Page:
Who are the notable returners, additions, losses and camp battles for the Colts this year heading into training camp?
Here's our position-by-position preview:
The Colts had a busy offseason, adding plenty of firepower both offensively and defensively and addressing most of their needs from their disappointing 7-9 campaign a season ago. So what questions are left that still need to be answered heading into the start of training camp and the regular season?
Here are three Burning Questions at each position for the Colts:
Will the streak continue?
Last season, tight end Hale Hentges represented a 21st straight year that the Indianapolis Colts have had at least one undrafted rookie on their Week 1 roster.
If that NFL-long streak extends to 22 years in 2020, who might rise to the top over the next few weeks?
Here are capsules on each of the team's undrafted rookies hoping to make some noise this year.
Injuries to watch
The Colts fortunately don't have many serious injuries that bear monitoring as the team enters camp.
There are four players currently on either the Active/Non-Football Injury or Active/Physically Unable to Perform lists, but all four could return to practice at any time.
Those currently on the Active/NFI list are safety Julian Blackmon and wide receiver T.Y. Hilton. Blackmon, the Colts' third-round pick in this year's NFL Draft, is still fully working his way back after undergoing knee surgery in December while finishing out his final year at Utah. Hilton, meanwhile, had a hamstring issue while training on his own before the start of camp, though the injury is not immediately believed to be serious.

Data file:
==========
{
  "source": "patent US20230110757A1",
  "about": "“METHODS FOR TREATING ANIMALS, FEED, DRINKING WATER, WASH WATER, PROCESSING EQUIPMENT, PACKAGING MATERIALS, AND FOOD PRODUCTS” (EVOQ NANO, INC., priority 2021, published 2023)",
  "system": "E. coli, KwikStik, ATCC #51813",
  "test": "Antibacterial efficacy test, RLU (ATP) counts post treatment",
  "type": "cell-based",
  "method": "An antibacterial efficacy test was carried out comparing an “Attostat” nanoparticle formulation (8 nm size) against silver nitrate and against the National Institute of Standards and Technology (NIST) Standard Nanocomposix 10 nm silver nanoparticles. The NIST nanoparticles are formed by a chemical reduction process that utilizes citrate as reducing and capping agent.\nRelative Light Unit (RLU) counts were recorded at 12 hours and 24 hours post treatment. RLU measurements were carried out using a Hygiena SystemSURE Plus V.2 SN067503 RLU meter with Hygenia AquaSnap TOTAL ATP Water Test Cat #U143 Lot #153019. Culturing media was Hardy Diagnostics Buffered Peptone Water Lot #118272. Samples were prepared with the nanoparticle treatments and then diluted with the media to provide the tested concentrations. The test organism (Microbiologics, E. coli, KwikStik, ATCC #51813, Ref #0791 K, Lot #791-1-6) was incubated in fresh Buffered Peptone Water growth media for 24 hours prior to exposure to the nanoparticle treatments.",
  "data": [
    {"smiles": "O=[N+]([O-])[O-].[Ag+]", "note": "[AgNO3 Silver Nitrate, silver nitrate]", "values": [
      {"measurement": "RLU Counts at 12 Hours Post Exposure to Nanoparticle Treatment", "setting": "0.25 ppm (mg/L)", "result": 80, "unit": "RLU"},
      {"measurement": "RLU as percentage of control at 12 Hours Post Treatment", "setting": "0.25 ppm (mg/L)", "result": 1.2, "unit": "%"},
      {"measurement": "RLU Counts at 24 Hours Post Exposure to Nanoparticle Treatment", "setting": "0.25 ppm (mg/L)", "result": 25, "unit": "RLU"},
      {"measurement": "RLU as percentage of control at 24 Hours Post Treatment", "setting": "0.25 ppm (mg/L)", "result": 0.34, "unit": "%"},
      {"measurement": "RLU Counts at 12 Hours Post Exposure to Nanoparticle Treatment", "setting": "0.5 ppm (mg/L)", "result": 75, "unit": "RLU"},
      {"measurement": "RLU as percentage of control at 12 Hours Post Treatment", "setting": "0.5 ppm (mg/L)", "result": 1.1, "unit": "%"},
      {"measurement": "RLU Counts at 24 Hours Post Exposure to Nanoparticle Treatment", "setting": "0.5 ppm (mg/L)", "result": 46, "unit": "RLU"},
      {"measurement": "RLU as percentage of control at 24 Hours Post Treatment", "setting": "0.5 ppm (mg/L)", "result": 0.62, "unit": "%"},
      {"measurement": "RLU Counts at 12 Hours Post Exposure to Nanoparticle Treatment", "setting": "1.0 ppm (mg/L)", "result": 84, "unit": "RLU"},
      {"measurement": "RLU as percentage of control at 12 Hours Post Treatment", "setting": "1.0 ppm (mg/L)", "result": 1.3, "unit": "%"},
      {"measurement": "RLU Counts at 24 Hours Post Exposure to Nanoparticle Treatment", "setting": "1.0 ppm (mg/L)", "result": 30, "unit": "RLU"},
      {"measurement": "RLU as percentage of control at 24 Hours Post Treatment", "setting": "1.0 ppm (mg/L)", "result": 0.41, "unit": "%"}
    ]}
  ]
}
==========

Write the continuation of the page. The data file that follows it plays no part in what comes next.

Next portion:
Those currently on the Active/PUP list are tight end Mo Alie-Cox and defensive end Kemoko Turay. We're yet to officially hear what injury is keeping Alie-Cox off the field; Turay, meanwhile, suffered a broken ankle last October in the Colts' Week 5 road victory over the eventual Super Bowl champion Kansas City Chiefs, and continues working his way back to 100 percent.
The Colts also currently have two players — wide receiver Malik Henry and cornerback Jackson Porter — on the newly-created Reserve/COVID-19 list, a roster designation for players who have either tested positive for COVID-19, or have been quarantined after having been in close contact with an infected person or persons. The team cannot publicly confirm whether or not a player has tested positive for the virus, however.
General camp schedule
Today is the official start of an eight-day re-acclimation period for the players. This time will mostly be spent doing work with the strength and conditioning staff; groups of no more than 15 at a time will spend 60 minutes a day in the weight room, and 60 minutes a day doing on-field conditioning.
Much like Phase 1 of the offseason workout program, some players — quarterbacks, wide receivers, kickers, punters and long snappers — are allowed to use footballs in some of their on-field conditioning work, although no team activities are allowed.
Team walkthroughs are also permitted to begin; they can be up to 60 minutes the first four days and up to 75 minutes on each of the final four days of this period.
So what's next? When do the pads come on? When are final roster cuts?
Check out this general look at the Colts’ training camp schedule (and, of course, keep in mind that this is all subject to change).
You can stay up to date on all things #ColtsCamp in any of the following areas: